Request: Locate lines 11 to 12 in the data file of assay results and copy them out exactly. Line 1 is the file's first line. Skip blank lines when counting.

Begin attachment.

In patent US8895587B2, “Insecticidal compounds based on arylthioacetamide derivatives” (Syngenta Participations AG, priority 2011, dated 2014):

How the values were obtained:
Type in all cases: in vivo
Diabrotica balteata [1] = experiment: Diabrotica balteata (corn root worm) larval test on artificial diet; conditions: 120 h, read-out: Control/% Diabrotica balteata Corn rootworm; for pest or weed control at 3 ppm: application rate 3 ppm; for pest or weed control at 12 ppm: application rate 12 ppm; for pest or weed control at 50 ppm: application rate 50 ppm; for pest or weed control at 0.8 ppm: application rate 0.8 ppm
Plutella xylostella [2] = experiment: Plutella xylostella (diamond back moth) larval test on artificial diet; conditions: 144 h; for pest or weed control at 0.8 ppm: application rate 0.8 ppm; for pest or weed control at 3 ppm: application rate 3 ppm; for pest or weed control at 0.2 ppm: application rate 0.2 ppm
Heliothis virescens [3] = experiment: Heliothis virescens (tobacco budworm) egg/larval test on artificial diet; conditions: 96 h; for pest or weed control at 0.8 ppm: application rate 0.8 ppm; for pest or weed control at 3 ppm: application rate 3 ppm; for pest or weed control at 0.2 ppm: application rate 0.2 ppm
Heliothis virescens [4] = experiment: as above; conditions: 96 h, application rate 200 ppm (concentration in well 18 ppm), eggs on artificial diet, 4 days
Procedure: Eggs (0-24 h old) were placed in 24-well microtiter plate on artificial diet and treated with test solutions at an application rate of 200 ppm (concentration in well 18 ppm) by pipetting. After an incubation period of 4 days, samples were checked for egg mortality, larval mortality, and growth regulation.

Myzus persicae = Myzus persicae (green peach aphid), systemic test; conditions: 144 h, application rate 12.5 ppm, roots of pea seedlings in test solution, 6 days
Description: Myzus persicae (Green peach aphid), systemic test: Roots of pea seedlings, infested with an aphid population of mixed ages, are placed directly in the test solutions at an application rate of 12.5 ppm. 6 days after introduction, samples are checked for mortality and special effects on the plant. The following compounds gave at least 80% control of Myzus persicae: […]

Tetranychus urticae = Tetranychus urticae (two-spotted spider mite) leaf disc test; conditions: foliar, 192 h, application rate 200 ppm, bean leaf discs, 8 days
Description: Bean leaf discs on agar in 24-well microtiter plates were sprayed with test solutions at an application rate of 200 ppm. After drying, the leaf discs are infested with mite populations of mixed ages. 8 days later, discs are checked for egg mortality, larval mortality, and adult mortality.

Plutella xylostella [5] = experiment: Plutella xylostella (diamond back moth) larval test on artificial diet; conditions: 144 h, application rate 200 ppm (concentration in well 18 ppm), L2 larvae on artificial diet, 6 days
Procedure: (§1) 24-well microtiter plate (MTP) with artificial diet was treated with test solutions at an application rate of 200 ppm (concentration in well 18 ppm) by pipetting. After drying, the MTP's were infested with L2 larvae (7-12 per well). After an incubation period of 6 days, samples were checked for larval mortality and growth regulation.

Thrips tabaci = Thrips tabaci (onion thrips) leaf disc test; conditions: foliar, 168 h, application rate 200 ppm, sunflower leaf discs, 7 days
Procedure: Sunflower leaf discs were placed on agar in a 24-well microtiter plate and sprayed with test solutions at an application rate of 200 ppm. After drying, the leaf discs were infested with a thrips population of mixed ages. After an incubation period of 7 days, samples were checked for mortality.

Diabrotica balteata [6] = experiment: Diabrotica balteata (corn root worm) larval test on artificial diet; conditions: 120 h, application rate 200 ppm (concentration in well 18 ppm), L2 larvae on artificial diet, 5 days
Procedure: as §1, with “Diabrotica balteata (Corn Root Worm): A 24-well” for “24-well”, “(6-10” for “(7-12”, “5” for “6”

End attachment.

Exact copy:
Tetranychus urticae = Tetranychus urticae (two-spotted spider mite) leaf disc test; conditions: foliar, 192 h, application rate 200 ppm, bean leaf discs, 8 days
Description: Bean leaf discs on agar in 24-well microtiter plates were sprayed with test solutions at an application rate of 200 ppm. After drying, the leaf discs are infested with mite populations of mixed ages. 8 days later, discs are checked for egg mortality, larval mortality, and adult mortality.